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Scorched Earth: Oregon Enters Wildfire Awareness Month

Oregon is just one of nine states who have declared May to be 'Wildfire Awareness Month.' Officials are already getting the word out.

Posted: May 1, 2018 11:50 AM
Updated: May 1, 2018 11:54 AM

SALEM, Ore. — A lone home stands intact amidst a small island of trees and green grass, completely surrounded by fields of charred and blackened earth.

This home is the perfect example of residents that came prepared for wildfire, according to the Oregon Department of Forestry (ODF), with dangerous 'fuels' having been cleared away around the house—although, from the looks of it, luck may have played a major role.

“Simple prevention strategies can make your home, family and community much safer. Spring is the perfect time to remove dead or flammable vegetation from around houses and other structures and to limb up trees around the yard. The goal is to reduce nearby fuels that pose a fire risk,” said ODF’s Fire Prevention Coordinator Tom Fields.


Wildfires at the border between urban areas and wildland are often started by human activity—burning debris or lawn mowing—which can spread into forests. Once underway, a fire follows fuel—whether it is trees, or houses.

“When it comes to preventing wildfires, there’s a lot at stake – lives, personal property, and the many resources provided by Oregon’s forests and rangelands,” said Kris Babbs, president of the Keep Oregon Green Association. “People caused more than 900 wildfires in Oregon last year. So people can make a big difference in reducing the number of wildfires.”

Wildfires burned more than 664,000 acres in Oregon last year—and 45 percent of those fires were caused by humans, according to ODF. Fires disrupted travel, degraded air quality, damaged homes, trails and spoiled other resources.

Governor Kate Brown, Babbs said, has partnered with Keep Oregon Green, the ODF, and the Office of State Fire Marshal to enlist public help and raise public awareness so that some of these devastating fires can be prevented in this and future fire seasons.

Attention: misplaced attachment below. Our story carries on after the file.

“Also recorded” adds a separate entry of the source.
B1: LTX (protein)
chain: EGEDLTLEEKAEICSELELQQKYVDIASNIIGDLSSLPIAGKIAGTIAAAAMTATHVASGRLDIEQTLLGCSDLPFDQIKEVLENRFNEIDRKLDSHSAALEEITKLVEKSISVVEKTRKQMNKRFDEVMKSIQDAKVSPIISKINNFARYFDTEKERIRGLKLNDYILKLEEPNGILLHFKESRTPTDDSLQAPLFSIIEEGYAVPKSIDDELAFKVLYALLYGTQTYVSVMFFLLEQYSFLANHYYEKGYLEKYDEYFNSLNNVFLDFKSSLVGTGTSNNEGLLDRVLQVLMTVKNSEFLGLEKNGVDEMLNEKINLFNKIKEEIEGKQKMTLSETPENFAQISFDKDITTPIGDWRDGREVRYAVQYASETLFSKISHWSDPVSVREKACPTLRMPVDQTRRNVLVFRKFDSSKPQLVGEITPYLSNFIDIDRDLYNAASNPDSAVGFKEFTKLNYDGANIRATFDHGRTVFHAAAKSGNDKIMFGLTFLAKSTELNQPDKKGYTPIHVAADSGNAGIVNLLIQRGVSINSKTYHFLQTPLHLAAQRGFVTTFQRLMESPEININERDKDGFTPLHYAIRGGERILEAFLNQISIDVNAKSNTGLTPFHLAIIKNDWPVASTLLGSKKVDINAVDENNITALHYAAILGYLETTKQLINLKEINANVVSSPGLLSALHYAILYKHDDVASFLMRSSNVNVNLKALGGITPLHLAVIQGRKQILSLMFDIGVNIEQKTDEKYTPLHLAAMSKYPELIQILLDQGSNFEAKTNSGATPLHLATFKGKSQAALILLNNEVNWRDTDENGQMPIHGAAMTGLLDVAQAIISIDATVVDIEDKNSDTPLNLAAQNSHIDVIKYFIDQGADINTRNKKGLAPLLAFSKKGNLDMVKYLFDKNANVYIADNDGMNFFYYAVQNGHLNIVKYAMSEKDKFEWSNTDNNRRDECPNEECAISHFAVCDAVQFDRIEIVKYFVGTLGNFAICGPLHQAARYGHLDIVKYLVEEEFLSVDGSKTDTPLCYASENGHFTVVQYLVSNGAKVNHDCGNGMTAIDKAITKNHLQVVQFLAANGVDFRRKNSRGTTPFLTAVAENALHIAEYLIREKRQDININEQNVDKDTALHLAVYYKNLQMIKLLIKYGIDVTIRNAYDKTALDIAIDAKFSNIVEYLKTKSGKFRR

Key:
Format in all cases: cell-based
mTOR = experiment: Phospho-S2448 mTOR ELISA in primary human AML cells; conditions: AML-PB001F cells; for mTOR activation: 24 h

”It is vital that all Oregonians work with their neighbors to plan and prepare for fire season, especially in those areas currently experiencing drought as well as the more fire-prone landscapes of central and southwest Oregon. Educating yourself now about how fires can get started will be key in reducing wildfire starts,” said Babbs.

During the month of May, this partnership of Oregonian organizations will be sharing wildfire prevention topics to educate both homeowners and tourists on how to keep their outdoor activities from sparking the next wildfire.

According to the State Fire Marshall's office, this year's theme is 'Have you done enough to protect your home from wildfire?'

“The roof is the most critical part of the house when it comes to wildfire protection,” says State Fire Marshal Jim Walker. “Embers can collect and ignite on the roof, in gutters, and enter unscreened openings around the house. Although non-combustible roofing material is preferred, regardless of the construction, keep roofs, gutters and eaves clear of all leaves, pine needles and other flammable debris.”

To reduce risk of fire damage to homes, fire officials suggest removing dead vegetation for a minimum of 30 feet around your house. Most trees and healthy plants do not need to be removed—however, treees should be pruned and grass kept short (and as green as possible) to keep fire on the ground and more manageable by fire crews.

Local nurseries or an OSU Extension agent can let you know all about fire resistant plants.

It is a homeowners' responsibility, the Fire Marshal's office says, to protect their homes by building a 'defensible space.'

Oregon Coronavirus Cases

Data is updated nightly.

Cases: 79293

Reported Deaths: 973
CountyCasesDeaths
Multnomah18432251
Washington11175104
Marion9745153
Clackamas684183
Lane458650
Umatilla450250
Jackson402838
Deschutes255815
Malheur247245
Yamhill181817
Linn164124
Polk134319
Douglas99819
Klamath9475
Jefferson87811
Benton8557
Union8158
Morrow6757
Lincoln67015
Josephine5795
Wasco55419
Columbia5444
Coos4583
Hood River4343
Clatsop3820
Baker3014
Crook2486
Curry1532
Tillamook1480
Lake1451
Grant1391
Harney1051
Wallowa723
Gilliam230
Sherman230
Wheeler60
Unassigned00

California Coronavirus Cases

Data is updated nightly.

Cases: 1286550

Reported Deaths: 19553
CountyCasesDeaths
Los Angeles4218817782
San Bernardino991041154
Riverside900891457
San Diego861421040
Orange816531586
Kern42937451
Sacramento39367591
Fresno39324488
Santa Clara36673495
Alameda30980522
San Joaquin26784519
Contra Costa25264261
Stanislaus22876433
Tulare21789314
Ventura21208185
Imperial16507358
Monterey16064124
San Francisco16058161
San Mateo15040170
Sonoma12795160
Merced12427185
Santa Barbara11720138
Kings1155589
Solano1111981
Marin7873129
Placer694172
Madera648290
San Luis Obispo637838
Shasta536552
Yolo506881
Santa Cruz476633
Butte424460
Sutter373319
Napa329818
El Dorado26384
Yuba231011
Lassen22203
San Benito200717
Tehama180026
Mendocino165723
Nevada145510
Tuolumne112811
Glenn99611
Humboldt9939
Lake97221
Colusa7566
Siskiyou7524
Amador74016
Mono5773
Calaveras55322
Del Norte3841
Inyo31416
Plumas2390
Trinity1700
Modoc1620
Mariposa1483
Alpine520
Sierra230
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